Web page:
The Metropolitan Black Bar Association (MBBA) was involved in the first Safe Surrender. Rev. Youngblood and Dr. Jones contacted Cinceria Edwards to act as the legal liaison on behalf of the churches to make sure everything was OK legally, to answer questions from people in the community, to work with the DA’s Office, )the prosecution side), and Legal Aid.
As word spread across Brooklyn, the people kept coming. “More than 40 people were assisted at deadline,” said Edwards. “There was a decision made not to turn anyone away, even as they were still coming at the 5PM Sat. deadline.” Edwards found out what each summons issue was. Everything she could not take care of at deadline, Edwards promised follow-up to help take care of their warrants. “My role was to make sure everyone who wanted help, received help.”
Edwards said, “I was very alarmed and annoyed at the number of young children who were getting frivolous summonses. Some of them had spent time in jail. I got phone calls from teenagers who had spent two days in jail on a warrant for walking through the park from one project to another where they lived. This is too frivolous for them to put our children through the system. They miss days of school over nonsense. It is a set-up, impacting their schooling. The youngest was 16 years old, walking home through the park. Some of them, you could tell were nonproblematic children. Decent kids. Or for unreasonable noise. How do you define unreasonable noise?”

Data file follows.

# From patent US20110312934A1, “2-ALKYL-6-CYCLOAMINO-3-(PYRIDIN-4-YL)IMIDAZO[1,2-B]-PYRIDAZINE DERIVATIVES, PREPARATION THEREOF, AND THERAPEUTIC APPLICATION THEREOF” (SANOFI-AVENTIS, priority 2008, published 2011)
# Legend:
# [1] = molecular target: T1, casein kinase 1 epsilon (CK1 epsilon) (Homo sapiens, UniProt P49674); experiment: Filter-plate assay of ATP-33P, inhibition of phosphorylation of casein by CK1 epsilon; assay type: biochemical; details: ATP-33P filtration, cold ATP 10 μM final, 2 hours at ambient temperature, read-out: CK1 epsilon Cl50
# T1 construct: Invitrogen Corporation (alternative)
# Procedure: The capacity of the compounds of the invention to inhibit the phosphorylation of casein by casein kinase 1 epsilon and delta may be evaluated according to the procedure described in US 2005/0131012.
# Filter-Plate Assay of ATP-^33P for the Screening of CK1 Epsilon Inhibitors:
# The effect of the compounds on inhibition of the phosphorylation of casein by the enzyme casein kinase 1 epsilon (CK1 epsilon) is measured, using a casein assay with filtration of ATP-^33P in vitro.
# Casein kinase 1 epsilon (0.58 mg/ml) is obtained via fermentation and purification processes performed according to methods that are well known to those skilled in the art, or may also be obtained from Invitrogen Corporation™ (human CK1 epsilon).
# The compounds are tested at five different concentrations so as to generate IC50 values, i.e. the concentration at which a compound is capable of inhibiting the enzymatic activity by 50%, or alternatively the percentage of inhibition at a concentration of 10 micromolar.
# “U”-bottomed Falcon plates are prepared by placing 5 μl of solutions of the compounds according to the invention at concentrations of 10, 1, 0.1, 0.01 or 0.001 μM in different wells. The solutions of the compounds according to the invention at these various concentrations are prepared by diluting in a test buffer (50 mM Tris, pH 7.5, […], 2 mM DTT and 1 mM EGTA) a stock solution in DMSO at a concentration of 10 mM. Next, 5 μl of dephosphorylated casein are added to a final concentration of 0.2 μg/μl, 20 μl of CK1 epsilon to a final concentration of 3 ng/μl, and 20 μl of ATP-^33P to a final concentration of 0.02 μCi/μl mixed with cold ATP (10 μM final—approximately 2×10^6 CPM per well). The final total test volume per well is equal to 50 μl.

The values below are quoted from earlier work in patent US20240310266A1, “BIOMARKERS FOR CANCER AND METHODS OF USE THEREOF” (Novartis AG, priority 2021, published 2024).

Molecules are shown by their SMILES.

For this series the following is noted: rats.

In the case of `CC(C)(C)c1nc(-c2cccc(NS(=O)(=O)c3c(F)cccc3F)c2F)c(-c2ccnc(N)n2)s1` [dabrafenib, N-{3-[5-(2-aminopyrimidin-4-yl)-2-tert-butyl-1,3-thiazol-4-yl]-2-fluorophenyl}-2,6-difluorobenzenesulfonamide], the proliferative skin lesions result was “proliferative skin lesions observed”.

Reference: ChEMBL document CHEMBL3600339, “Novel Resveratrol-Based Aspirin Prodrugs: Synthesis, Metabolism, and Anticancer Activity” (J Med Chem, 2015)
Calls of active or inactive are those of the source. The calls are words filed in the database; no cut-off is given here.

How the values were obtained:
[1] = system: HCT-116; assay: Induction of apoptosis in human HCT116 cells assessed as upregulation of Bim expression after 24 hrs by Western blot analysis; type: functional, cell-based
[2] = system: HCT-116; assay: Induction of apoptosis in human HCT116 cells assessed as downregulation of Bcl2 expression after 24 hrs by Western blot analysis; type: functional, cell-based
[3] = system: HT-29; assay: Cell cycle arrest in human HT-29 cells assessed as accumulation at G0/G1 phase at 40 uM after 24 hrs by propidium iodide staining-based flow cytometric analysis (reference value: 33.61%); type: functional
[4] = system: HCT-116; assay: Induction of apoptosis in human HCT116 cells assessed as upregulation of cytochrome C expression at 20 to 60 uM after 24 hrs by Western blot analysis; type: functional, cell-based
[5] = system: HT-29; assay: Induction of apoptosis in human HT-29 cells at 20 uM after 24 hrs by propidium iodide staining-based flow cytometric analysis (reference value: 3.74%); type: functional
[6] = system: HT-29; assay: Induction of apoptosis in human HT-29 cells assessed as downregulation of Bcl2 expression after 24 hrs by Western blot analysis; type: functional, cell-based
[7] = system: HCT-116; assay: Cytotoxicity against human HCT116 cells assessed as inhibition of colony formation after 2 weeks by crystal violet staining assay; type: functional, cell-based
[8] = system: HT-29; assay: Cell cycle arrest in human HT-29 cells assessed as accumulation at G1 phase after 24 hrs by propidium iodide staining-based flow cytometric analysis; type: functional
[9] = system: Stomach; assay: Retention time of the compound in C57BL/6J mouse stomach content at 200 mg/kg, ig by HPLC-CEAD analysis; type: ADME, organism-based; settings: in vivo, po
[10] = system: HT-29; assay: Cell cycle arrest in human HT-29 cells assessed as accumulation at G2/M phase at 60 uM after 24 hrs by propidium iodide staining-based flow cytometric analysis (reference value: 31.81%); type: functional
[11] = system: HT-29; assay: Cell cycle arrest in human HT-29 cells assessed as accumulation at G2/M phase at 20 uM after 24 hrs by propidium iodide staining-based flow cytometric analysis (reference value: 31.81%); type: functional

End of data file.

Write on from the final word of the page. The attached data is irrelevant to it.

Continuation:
Edwards said MBBA would collaborate with clergy and law enforcement in the future to work on addressing the issuance of summonses.
In total, more than 800 people showed up during the two-day project.
Some had summonses for future court appearances that had not turned into warrants. The vast amount were warrants that were cleared. By allowing these cases to be adjudicated in Project Safe Surrender, it allows these people to apply for jobs, education programs, health services and other benefits without the low-level crimes hanging over their heads.
The hotline number for Project Safe Surrender is (718) 250-3888.